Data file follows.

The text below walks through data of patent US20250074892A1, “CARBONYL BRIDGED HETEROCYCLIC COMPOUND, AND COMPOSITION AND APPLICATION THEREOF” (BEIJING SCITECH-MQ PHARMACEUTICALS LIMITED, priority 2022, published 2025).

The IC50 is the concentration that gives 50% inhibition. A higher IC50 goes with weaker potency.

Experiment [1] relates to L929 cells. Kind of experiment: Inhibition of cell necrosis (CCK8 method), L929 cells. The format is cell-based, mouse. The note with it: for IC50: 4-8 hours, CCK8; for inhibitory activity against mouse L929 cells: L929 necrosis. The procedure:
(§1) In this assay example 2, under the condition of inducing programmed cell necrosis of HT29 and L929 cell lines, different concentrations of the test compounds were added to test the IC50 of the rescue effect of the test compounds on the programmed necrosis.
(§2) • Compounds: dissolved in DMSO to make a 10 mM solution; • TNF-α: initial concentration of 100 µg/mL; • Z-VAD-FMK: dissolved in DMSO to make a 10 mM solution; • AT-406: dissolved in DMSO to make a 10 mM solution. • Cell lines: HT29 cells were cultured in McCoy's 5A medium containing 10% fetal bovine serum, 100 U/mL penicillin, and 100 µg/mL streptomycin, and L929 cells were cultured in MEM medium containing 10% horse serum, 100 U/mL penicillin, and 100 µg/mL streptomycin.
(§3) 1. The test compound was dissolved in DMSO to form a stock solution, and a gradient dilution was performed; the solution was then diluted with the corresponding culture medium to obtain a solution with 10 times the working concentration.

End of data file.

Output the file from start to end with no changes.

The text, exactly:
The text below walks through data of patent US20250074892A1, “CARBONYL BRIDGED HETEROCYCLIC COMPOUND, AND COMPOSITION AND APPLICATION THEREOF” (BEIJING SCITECH-MQ PHARMACEUTICALS LIMITED, priority 2022, published 2025).

The IC50 is the concentration that gives 50% inhibition. A higher IC50 goes with weaker potency.

Experiment [1] relates to L929 cells. Kind of experiment: Inhibition of cell necrosis (CCK8 method), L929 cells. The format is cell-based, mouse. The note with it: for IC50: 4-8 hours, CCK8; for inhibitory activity against mouse L929 cells: L929 necrosis. The procedure:
(§1) In this assay example 2, under the condition of inducing programmed cell necrosis of HT29 and L929 cell lines, different concentrations of the test compounds were added to test the IC50 of the rescue effect of the test compounds on the programmed necrosis.
(§2) • Compounds: dissolved in DMSO to make a 10 mM solution; • TNF-α: initial concentration of 100 µg/mL; • Z-VAD-FMK: dissolved in DMSO to make a 10 mM solution; • AT-406: dissolved in DMSO to make a 10 mM solution. • Cell lines: HT29 cells were cultured in McCoy's 5A medium containing 10% fetal bovine serum, 100 U/mL penicillin, and 100 µg/mL streptomycin, and L929 cells were cultured in MEM medium containing 10% horse serum, 100 U/mL penicillin, and 100 µg/mL streptomycin.
(§3) 1. The test compound was dissolved in DMSO to form a stock solution, and a gradient dilution was performed; the solution was then diluted with the corresponding culture medium to obtain a solution with 10 times the working concentration.